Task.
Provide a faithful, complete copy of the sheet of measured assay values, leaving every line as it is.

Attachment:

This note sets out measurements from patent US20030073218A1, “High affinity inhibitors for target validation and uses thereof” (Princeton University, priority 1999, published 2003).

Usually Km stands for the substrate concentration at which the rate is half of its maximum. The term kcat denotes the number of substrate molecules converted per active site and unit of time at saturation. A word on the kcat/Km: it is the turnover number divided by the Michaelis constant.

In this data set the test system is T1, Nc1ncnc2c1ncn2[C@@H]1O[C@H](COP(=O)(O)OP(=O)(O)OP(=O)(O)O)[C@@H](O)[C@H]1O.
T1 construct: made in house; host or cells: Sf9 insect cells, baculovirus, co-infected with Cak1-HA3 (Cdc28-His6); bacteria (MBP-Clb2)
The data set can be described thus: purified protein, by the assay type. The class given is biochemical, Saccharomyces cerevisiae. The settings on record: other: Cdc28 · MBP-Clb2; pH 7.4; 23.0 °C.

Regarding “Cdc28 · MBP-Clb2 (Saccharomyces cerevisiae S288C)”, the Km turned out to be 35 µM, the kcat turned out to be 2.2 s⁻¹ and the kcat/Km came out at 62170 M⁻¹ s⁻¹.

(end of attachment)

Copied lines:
This note sets out measurements from patent US20030073218A1, “High affinity inhibitors for target validation and uses thereof” (Princeton University, priority 1999, published 2003).

Usually Km stands for the substrate concentration at which the rate is half of its maximum. The term kcat denotes the number of substrate molecules converted per active site and unit of time at saturation. A word on the kcat/Km: it is the turnover number divided by the Michaelis constant.

In this data set the test system is T1, Nc1ncnc2c1ncn2[C@@H]1O[C@H](COP(=O)(O)OP(=O)(O)OP(=O)(O)O)[C@@H](O)[C@H]1O.
T1 construct: made in house; host or cells: Sf9 insect cells, baculovirus, co-infected with Cak1-HA3 (Cdc28-His6); bacteria (MBP-Clb2)
The data set can be described thus: purified protein, by the assay type. The class given is biochemical, Saccharomyces cerevisiae. The settings on record: other: Cdc28 · MBP-Clb2; pH 7.4; 23.0 °C.

Regarding “Cdc28 · MBP-Clb2 (Saccharomyces cerevisiae S288C)”, the Km turned out to be 35 µM, the kcat turned out to be 2.2 s⁻¹ and the kcat/Km came out at 62170 M⁻¹ s⁻¹.